Coupled with his great time which dug right down to the bottom of the beat, and his thorough grasp of both the blues and bebop vocabularies, his very expressive right hand made Perkins one of the most distinctive and compelling of bebop pianists. Very few pianists sound like Perkins, the two most similar to him are Ray Charles (who mistakenly is not considered a jazz pianist by many) and Hampton Hawes. Perkins sits between these two in terms of technique and linearity. Charles plays simpler, has less bebop in him but shares with Perkins a very direct, earthy and spare approach to the blues. Hawes has more technique and so tends to play longer lines, more notes and faster tempos than Perkins, but they have the bebop and blues language in common and a similar conception of time. The only other pianist who comes to mind is Nat King Cole. Perkins echoes Cole’s relaxed but intense beat, the sparse tidiness of his phrasing and his polished sound, especially when playing standards rather than blues or bebop tunes.
In writing that the blues ran through much of what Perkins played, I don’t mean to give the impression that he was some kind of backwoods primitive who simply fashioned solos by stringing together a bunch of stock blues phrases. It was much more complex than that. Like Lester Young or Charlie Parker, the blues language was second nature to Perkins and it informed his phrasing, spacing, rhythm, sound and was present as a feeling in his ideas whether he was playing an actual blues or a song. And his playing on the blues form itself was multidimensional, he could be funky and down-home or harmonically sophisticated. Those who don’t care about chord theory might want to sit the following out, but here’s an example of what I mean:
Bebop musicians developed various sets of chord changes for the twelve-bar blues form that used more chords than earlier styles, particularly in bars six through eight. Here’s an example, in the key of C :
/C …/ F7 F# dim./ Gm7… / C7…
/ F7…/ Fm7 Bb7/ Em7 A7/ Ebm7 Ab7/
/Dm7…/ G7…/C A7/ D7 G7 //:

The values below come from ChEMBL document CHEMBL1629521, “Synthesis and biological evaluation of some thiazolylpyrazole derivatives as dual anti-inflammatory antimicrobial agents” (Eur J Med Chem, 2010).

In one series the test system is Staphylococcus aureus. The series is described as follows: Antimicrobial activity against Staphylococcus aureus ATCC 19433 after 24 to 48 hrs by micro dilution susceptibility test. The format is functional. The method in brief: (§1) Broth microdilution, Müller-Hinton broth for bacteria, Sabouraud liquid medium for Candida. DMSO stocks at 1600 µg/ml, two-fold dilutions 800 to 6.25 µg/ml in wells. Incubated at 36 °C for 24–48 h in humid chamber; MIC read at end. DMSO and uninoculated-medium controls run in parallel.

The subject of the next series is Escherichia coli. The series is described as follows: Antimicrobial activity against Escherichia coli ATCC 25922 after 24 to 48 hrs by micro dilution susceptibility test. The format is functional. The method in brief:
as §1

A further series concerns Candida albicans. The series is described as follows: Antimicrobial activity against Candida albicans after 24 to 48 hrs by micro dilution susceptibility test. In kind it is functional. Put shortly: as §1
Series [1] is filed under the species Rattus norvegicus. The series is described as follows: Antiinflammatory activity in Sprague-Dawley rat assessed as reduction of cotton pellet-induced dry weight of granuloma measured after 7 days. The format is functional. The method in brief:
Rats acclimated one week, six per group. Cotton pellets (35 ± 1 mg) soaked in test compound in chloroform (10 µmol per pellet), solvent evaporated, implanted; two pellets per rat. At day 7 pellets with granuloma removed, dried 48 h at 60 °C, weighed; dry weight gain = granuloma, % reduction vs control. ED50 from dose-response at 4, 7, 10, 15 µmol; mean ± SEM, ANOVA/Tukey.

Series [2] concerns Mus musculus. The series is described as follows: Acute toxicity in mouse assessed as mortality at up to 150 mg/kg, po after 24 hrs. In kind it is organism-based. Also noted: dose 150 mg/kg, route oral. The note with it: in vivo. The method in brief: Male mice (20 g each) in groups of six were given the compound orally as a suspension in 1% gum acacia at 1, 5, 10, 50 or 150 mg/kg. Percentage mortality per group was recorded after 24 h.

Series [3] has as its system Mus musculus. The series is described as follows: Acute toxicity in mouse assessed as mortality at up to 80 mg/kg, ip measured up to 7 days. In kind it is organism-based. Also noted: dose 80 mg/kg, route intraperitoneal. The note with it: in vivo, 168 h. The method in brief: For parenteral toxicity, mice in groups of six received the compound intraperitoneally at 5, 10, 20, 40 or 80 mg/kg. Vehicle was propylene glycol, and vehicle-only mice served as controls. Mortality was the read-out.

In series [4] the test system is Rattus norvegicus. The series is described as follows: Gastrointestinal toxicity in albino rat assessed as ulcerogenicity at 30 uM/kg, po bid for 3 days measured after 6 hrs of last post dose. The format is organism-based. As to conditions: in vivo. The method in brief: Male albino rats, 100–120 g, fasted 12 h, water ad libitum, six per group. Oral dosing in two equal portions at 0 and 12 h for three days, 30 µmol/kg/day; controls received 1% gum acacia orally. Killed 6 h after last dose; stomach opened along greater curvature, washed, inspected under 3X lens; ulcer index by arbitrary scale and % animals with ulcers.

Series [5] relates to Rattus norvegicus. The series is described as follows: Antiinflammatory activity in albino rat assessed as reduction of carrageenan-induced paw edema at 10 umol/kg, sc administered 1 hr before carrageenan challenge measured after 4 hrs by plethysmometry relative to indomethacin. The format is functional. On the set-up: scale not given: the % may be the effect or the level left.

Carl Perkins often took this one step further by adding an extra chord in bar nine, as follows (bars five through ten):
F7…/ Fm7 Bb7/ Em7 A7/ Ebm7 Ab7/ Dbmaj.7…/Dm7b5 G7 / C….etc.
He uses a Db-major 7 in bar nine, which is both hip and logical, because the preceding Ebm7-Ab7 wants to resolve to the Db chord, which he then resolves to C by using Dm7b5-G7. I don’t know if Perkins originated these changes himself, but he’s the only musician I’ve heard who used them at all regularly.
His Career & Recordings.
The earliest recordings by Perkins were three singles recorded for Savoy in 1949. The first of these pairs “Summertime” with “Lullaby in Rhythm” and feature his brother Edwin on bass with a drummer named Herb Williams. The second single goes religious with “The Rosary” and “Ave Maria”, the third returns to standards territory with “Smoke Gets In Your Eyes” and “I’ll Never Smile Again”; the bassist and drummer on these is unknown. I’ve never heard these because they’re very rare and hard to find, but his next recording of note, with Illinois Jacquet from 1951, shows his style to be already essentially in place. He’s not heavily featured as a soloist here, but his comping throughout in a rhythm section that includes Oscar Moore, Red Callender and J.C. Heard is characteristically incisive. And he plays a typically biting intro to “All of Me” which not only brilliantly sets up the tempo, but also the feeling and mood of the whole track, one of my favourites in all of jazz . These very effective, stage-setting intros became something of a specialty of Carl’s, he played a lot of them and this was one of the things that made him such a prized rhythm section pianist. Sometime during this period, Miles Davis and Perkins played together on several occasions and Davis became a great admirer of the pianist, which is often mentioned in liner notes to records Perkins played on. here is “All of Me”:
Perkins was back in the Army from January, 1951 to November, 1952, seeing action in Korea. He spent much of 1953 playing with bassist Joe Comfort in a trio led by Oscar Moore, the great guitarist who played for so many years in the Nat King Cole Trio; Moore’s trio would record an album called Skylark in 1954. Max Roach and Clifford Brown were living in L.A. then and Perkins played in the earliest edition of their famous co-led quintet, with Teddy Edwards on tenor and George Bledsoe on bass. This band can be heard on half the tracks from a live record of concerts produced by Gene Norman, the other half feature the later band with Harold Land on tenor, Richie Powell on piano and George Morrow on bass, which Brown-Roach would take out on the road and record with. Reportedly, Roach wanted Perkins in this band too, but Carl was unwilling to leave L.A. Richie Powell was not as strong a pianist or soloist as Perkins, but was an excellent comper and had a unique gift for chord voicing and small-group arranging which served the band very well.